Integrating Schools

Monday, July 23, 2007

BY AN ACCIDENT of timing, the Supreme Court handed down its ruling restricting the use of race in school integration efforts on the same day last month that the Democratic presidential candidates gathered at Howard University for a forum on issues of interest to minorities. Every candidate was quick to denounce the ruling, appropriately so, in our view. On his poverty tour last week, former North Carolina senator John Edwards moved the debate forward in a useful way, endorsing a plan to focus integration efforts on income rather than race -- in other words, to promote schools that are economically diverse.

This is not a new idea, but especially in the wake of the Supreme Court ruling, it is a timely one. According to Richard D. Kahlenberg of the Century Foundation, whose work Mr. Edwards cites, about 40 U.S. school districts, with 2.5 million students, use socioeconomic status as a factor in student assignment -- including the Wake County (Raleigh), N.C., school system, where Mr. Edwards's two oldest children were once enrolled. In 2000, the school board there voted to replace a race-based integration plan, which provided that schools in the district should have between 15 percent and 45 percent minority students, with one setting a goal of having no more than 40 percent of students in individual schools eligible for free and reduced-price lunches. The results have been promising, in terms of both maintaining racially integrated schools and improving the performance of disadvantaged students. According to Mr. Kahlenberg, "Wake County's low-income and minority students substantially outperform comparable low-income and minority students in large North Carolina districts that have greater concentrations of school poverty."

Promoting socioeconomic diversity in schools makes sense in its own right; it can be a backdoor way of achieving more racially integrated schools, which also is a plus. African American and other minority students are nearly three times as likely to be poor as white students. And the evidence is strong that low-income students thrive in higher-income schools -- in fact, after the socioeconomic status of a student's family, the biggest predictor of academic success is the socioeconomic level of the school. In the 2005 National Assessment of Educational Progress given to fourth-graders in math, low-income students attending more affluent schools scored 20 points higher -- the equivalent of almost two years' learning -- than low-income students in high-poverty schools. Low-income students in middle-class schools did better than middle-class students in high-poverty schools.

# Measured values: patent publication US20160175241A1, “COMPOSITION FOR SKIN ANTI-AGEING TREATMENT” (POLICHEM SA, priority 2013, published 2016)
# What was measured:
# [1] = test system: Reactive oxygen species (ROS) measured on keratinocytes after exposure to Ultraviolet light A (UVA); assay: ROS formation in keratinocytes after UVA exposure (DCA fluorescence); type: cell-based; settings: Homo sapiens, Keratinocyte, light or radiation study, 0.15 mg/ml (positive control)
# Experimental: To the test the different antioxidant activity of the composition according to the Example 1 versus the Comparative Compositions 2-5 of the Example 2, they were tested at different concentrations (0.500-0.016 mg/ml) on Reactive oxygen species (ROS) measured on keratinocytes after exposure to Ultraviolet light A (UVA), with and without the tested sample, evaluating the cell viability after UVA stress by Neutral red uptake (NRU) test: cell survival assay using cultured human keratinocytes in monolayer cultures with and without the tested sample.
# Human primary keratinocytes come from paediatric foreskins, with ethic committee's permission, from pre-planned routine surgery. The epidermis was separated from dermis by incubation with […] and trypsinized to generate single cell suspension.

Deciding on school assignment plans is a local issue, and an emotionally charged one at that. Mr. Edwards, though, would dangle various carrots to spur systems to consider economic integration. He proposes $100 million for school districts implementing economic integration programs, to pay for transportation and extra resources to schools that enroll low-income children. In addition, he says, he would double current federal funding for magnet schools, to $200 million a year, and dedicate the increase to schools that draw students from across district lines, attracting middle-class suburban students to schools in high-poverty urban neighborhoods. These are tiny numbers in the context of federal education funding; Title I funding, for low-income schools, is more than $13 billion. But Mr. Edwards's proposals move the debate forward in a useful and stimulating way.

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